Challenge 4. Analyze who triggers +130c. (hint: 0x71 range is the mwsock.dll, 0x7c range is ntdll.dll).

Now let's study what the function +130c (0x1000130c in IMM) is doing. Figure 7 shows its function body.

Figure 7. Function Body of +1307
The first part of +130c is pretty interesting. It's a collection of exchange functions, which essentially rotates 6 words on top of the stack. In the following, we show you the contents of the stack before the rotation.

kd> dd esp
f7c88d00  804e60f1 ffb9b638 f7c88d48 f7c88d3c
f7c88d10  f7c88d40 f7c88d44 f7c88d64 0012c834

The stack contents after the rotation is shown below. You can find that 0x804e60f1 is shifted to the right (now the 6'th word in the stack).
kd> dd esp
f7c88d00  ffb9b638 f7c88d48 f7c88d3c f7c88d40
f7c88d10  f7c88d44 804e60f1 f7c88d64 0012c834

Why does Max++ have to do this? The reason is that the function copyMaliciousCodeToNewVM (the call located at 10001327 in Figure 7) actually consumes 5 additional words in stack. In the following, we display the stack contents after the call of copyMaliciousCodeToNewVM is completed.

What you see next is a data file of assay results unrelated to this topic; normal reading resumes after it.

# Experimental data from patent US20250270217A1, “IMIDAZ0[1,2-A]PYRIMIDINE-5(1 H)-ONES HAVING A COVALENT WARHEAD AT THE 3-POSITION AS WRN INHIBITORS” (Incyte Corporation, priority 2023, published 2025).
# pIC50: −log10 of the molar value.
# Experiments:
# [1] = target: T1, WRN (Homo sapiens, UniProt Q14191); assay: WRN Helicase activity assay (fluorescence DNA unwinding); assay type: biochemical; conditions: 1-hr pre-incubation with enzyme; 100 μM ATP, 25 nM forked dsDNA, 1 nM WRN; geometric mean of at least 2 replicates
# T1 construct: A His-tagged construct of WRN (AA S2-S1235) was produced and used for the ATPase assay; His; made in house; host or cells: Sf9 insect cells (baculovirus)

kd> dd esp
f7c88d14  804e60f1 f7c88d64 0012c834 f7c88d64
f7c88d24  ffffffff 804e2490 804f2001 7c90e4f4

 You can notice that 804e60f1 is now at the top of the stack. At this moment, the control flow (at 0x10001332) is going to jump to ntoskrnl.ObfDereferenceObject, which when finishes, will jump to 0x804e60f1 (which is originally the return address of +130c). By manipulating the stack this way, Max++ can successfully confuse the control flow analysis performed by static analysis tools.

Now let's observe the logic of copyMaliciousCodeToNewVM , which is located at +100f. Figure 8 shows its function body

Figure 8. Function Body of +100f

The logic of copyMalicoiusCodeToNewVM (+100f) is very simple, it first lowers the IRQ level and then it allocates a small piece from the memory and copies the contents of +1338 to the target address (0x00380000).Recall the "Stealthy 0x00380000 memory segment" in Tutorial 27,it's now your job to figure out what is copied into the region 0x00380000.

Challenge 5. Figure out what is copied by the copyMaliciousCodeToNewVM.

Then the JMP ntoskrnl.obfDerefrenceObject de-references the new driver object and returns to the system call that triggers the kernel function +130c.

Figure 9 shows the contents of the copyMalicoiusCodeToNewVM (+100f). If you look it its logic, it basically matches the description above. However, there is one thing we'd like you to pay special attention:

Challenge 6. See figure 9, where is the new VM address (allocated by ZwAllocatevirtualMemory, i.e., 0x00380000) stored at?
Figure 9. Function Body of copyMalicousCodeToNewVM (0x1000100f)